History of the NAACP
For more than 100 years our nation’s premier civil rights organization has fought for human rights, voting rights, economic rights. The NAACP’s stated goal was to work to secure the rights guaranteed in the 13th, 14th and 15th amendments to the United States Constitution.
Founded on February 12, 1909, the 100th anniversary of the birth of President Abraham Lincoln, the National Association for the Advancement of Colored People, formed in New York City. When a following meeting of prominent Americans took place in May of that year, the first officers of the organization were selected.
The NAACP began to lead the “struggle” through the legal system. Several noteworthy court cases were championed by the NAACP. The landmark United States Supreme Court decision, Brown v. Board of Education, in 1954, outlawed segregation in public schools.
The NAACP is headquartered in Baltimore, with additional regional offices in New York, Michigan, Georgia, Maryland, Texas, Colorado and California. Each regional office is responsible for coordinating the efforts of state conferences in that region. Local, youth, and college chapters organize activities for individual members.
In the U.S., the NAACP is administered by a 64-member board, led by a chairperson. The board elects one person as the president and one as chief executive officer for the organization; Benjamin Jealous is its most recent (and youngest) president, selected to replace Bruce S. Gordon, who resigned in March 2007. Julian Bond, Civil Rights Movement activist and former Georgia State Senator, was chairman until replaced in February 2010 by health-care administrator Roslyn Brock. For decades in the first half of the 20th century, the organization was effectively led by its executive secretary, who acted as chief operating officer. James Weldon Johnson and Walter F. White, who served in that role successively from 1920 to 1958, were much more widely known as NAACP leaders than were presidents during those years.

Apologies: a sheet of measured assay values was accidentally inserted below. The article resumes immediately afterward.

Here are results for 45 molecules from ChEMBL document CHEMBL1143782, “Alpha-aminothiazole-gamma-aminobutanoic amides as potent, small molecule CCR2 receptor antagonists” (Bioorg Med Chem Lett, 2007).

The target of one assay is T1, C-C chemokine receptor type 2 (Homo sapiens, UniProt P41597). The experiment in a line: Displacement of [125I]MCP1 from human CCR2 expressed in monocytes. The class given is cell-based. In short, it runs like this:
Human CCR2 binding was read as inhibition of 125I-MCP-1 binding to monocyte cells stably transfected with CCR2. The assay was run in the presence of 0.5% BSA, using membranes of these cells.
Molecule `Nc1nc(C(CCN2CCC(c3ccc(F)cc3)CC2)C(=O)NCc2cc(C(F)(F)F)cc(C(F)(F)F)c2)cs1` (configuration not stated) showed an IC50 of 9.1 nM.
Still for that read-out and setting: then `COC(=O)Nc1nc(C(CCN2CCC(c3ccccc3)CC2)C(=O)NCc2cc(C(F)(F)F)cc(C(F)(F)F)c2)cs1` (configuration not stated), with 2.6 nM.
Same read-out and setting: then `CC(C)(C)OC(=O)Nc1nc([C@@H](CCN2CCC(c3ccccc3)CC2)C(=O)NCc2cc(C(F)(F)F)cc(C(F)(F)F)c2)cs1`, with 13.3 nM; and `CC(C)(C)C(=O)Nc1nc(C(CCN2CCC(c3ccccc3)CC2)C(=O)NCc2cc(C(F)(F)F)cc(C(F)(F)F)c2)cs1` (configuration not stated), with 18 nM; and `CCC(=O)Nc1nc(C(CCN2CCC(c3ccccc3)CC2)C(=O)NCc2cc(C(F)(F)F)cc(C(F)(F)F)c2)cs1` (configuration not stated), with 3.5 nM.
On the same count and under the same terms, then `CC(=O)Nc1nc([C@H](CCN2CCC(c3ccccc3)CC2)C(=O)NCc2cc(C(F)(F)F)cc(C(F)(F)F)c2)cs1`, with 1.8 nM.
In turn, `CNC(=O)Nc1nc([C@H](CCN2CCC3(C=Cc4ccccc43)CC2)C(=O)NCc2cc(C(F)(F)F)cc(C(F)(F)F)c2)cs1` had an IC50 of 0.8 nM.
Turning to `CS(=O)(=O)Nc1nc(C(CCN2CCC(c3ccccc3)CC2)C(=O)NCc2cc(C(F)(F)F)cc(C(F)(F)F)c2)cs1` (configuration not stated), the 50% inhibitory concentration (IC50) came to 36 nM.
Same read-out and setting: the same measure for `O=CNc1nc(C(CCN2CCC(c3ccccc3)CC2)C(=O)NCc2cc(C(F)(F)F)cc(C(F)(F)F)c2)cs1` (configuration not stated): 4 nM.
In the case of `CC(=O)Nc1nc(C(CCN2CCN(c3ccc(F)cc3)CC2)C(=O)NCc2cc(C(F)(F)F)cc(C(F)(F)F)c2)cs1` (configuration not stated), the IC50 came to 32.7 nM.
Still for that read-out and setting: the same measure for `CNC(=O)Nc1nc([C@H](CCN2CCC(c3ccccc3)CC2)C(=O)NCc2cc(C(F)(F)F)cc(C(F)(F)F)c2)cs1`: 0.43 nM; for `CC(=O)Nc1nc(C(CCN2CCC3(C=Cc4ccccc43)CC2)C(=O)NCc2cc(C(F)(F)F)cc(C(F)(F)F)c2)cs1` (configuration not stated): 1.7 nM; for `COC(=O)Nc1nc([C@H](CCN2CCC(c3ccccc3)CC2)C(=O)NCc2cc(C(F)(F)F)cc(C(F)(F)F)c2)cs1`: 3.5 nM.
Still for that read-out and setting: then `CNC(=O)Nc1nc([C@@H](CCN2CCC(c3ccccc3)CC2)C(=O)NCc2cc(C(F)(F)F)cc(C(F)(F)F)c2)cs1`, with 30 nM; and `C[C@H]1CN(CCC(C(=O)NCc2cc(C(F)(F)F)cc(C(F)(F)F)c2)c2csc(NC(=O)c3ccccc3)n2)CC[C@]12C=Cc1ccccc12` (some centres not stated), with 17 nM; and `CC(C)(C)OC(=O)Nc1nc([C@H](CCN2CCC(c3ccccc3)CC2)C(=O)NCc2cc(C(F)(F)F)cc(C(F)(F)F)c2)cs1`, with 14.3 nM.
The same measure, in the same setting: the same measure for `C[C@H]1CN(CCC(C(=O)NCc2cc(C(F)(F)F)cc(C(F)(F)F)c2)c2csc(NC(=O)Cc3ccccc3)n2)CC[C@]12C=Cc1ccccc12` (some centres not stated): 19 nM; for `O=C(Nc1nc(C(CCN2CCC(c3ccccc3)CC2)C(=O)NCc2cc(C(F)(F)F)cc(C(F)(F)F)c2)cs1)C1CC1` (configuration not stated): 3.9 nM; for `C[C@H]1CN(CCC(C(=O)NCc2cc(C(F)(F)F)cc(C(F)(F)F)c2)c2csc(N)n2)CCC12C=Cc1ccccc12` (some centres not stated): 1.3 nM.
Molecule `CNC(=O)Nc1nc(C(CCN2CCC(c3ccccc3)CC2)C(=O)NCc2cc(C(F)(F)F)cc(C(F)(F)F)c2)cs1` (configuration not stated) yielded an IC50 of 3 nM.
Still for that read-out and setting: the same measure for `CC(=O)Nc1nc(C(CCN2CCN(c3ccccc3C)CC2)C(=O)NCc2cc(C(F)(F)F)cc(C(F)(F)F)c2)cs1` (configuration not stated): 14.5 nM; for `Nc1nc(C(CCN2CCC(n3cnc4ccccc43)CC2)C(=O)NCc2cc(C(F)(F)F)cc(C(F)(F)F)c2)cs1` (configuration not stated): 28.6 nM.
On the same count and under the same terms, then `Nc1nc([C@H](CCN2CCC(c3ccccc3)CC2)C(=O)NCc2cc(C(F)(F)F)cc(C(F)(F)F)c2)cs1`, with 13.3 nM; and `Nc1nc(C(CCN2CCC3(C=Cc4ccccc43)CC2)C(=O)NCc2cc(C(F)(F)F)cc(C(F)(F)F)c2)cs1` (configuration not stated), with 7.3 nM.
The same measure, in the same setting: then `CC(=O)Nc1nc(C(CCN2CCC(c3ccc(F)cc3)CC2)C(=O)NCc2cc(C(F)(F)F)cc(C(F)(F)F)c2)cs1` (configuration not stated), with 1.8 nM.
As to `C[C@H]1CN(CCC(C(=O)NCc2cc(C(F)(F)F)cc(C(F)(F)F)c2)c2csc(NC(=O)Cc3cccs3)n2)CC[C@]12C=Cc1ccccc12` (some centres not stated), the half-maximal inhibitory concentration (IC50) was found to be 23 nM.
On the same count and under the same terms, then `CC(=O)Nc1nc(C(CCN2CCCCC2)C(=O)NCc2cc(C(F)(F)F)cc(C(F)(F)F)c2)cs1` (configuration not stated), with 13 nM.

The NAACP's non-current records are housed at the Library of Congress, which has served as the organization's official repository since 1964. The records held there comprise approximately five million items spanning the NAACP's history from the time of its founding until 2003. In 2011, the NAACP teamed with the digital repository ProQuest to digitize and host online the earlier portion of its archives, through 1972 – nearly two million pages of documents, from the national, legal, and branch offices throughout the country, which offer first-hand insight into the organization's work related to such crucial issues as lynching, school desegregation, and discrimination in all its aspects (in the military, the criminal justice system, employment, housing.
Civil Rights Activist
W.E.B. DuBois (William Edward Burghardt DuBois) founded The Crisis, a magazine, which became the official publication of the NAACP, in 1910. One of the The Crisis’ aims according to DuBois, was “to show the danger of racial prejudice”. Dubois, one of the co-founders of the NAACP, graduated from Harvard University, became a history professor at Atlanta University and published a collection of essays entitled, The Souls of Black Folks.
By 1917, the organization had 9,000 members and more than 300 branches.
Supreme Court Justice
Thurgood Marshall, chief counsel for the NAACP, argued several cases before the Supreme Court during his career, eventually being appointed to the court in 1967. Justice Marshall was nominated by President Johnson, becoming the first African-American Supreme Court Justice. The NAACP is headquartered in Baltimore, Maryland, which happens to be the birth place of Justice Marshall.
During the 1960’s the NAACP, was at the forefront during the passage of key legislation. The civil rights movement was crucial in developing the conscious of the country. Noted legislative accomplishments were the Civil rights Act of 1964, the Voting Rights Act of 1965, and the Fair Housing Act of 1968.